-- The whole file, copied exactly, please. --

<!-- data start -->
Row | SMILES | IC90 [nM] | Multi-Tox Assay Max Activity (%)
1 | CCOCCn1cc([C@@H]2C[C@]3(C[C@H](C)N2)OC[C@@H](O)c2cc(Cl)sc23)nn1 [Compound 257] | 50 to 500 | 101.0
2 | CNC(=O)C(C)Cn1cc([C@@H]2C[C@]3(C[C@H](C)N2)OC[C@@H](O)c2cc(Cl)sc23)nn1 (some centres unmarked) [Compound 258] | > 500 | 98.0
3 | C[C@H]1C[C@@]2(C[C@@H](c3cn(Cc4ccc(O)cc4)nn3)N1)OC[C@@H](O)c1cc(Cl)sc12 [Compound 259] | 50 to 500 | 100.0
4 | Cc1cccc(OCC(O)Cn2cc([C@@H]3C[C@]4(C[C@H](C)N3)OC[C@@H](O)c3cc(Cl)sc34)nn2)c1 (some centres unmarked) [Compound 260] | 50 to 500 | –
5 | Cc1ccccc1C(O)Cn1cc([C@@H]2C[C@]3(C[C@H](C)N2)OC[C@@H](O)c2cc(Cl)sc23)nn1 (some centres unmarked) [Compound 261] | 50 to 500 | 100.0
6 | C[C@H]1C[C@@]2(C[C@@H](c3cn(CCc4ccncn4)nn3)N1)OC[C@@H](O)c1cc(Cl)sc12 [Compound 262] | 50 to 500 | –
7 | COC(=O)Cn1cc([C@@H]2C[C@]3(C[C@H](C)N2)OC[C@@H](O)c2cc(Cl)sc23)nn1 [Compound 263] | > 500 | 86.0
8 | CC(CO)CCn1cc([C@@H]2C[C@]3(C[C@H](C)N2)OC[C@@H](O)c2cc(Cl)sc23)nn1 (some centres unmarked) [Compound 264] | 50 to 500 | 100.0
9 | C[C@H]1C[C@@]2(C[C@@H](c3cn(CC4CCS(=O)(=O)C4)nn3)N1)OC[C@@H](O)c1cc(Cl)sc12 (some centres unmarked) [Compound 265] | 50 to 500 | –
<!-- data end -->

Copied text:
Row | SMILES | IC90 [nM] | Multi-Tox Assay Max Activity (%)
1 | CCOCCn1cc([C@@H]2C[C@]3(C[C@H](C)N2)OC[C@@H](O)c2cc(Cl)sc23)nn1 [Compound 257] | 50 to 500 | 101.0
2 | CNC(=O)C(C)Cn1cc([C@@H]2C[C@]3(C[C@H](C)N2)OC[C@@H](O)c2cc(Cl)sc23)nn1 (some centres unmarked) [Compound 258] | > 500 | 98.0
3 | C[C@H]1C[C@@]2(C[C@@H](c3cn(Cc4ccc(O)cc4)nn3)N1)OC[C@@H](O)c1cc(Cl)sc12 [Compound 259] | 50 to 500 | 100.0
4 | Cc1cccc(OCC(O)Cn2cc([C@@H]3C[C@]4(C[C@H](C)N3)OC[C@@H](O)c3cc(Cl)sc34)nn2)c1 (some centres unmarked) [Compound 260] | 50 to 500 | –
5 | Cc1ccccc1C(O)Cn1cc([C@@H]2C[C@]3(C[C@H](C)N2)OC[C@@H](O)c2cc(Cl)sc23)nn1 (some centres unmarked) [Compound 261] | 50 to 500 | 100.0
6 | C[C@H]1C[C@@]2(C[C@@H](c3cn(CCc4ccncn4)nn3)N1)OC[C@@H](O)c1cc(Cl)sc12 [Compound 262] | 50 to 500 | –
7 | COC(=O)Cn1cc([C@@H]2C[C@]3(C[C@H](C)N2)OC[C@@H](O)c2cc(Cl)sc23)nn1 [Compound 263] | > 500 | 86.0
8 | CC(CO)CCn1cc([C@@H]2C[C@]3(C[C@H](C)N2)OC[C@@H](O)c2cc(Cl)sc23)nn1 (some centres unmarked) [Compound 264] | 50 to 500 | 100.0
9 | C[C@H]1C[C@@]2(C[C@@H](c3cn(CC4CCS(=O)(=O)C4)nn3)N1)OC[C@@H](O)c1cc(Cl)sc12 (some centres unmarked) [Compound 265] | 50 to 500 | –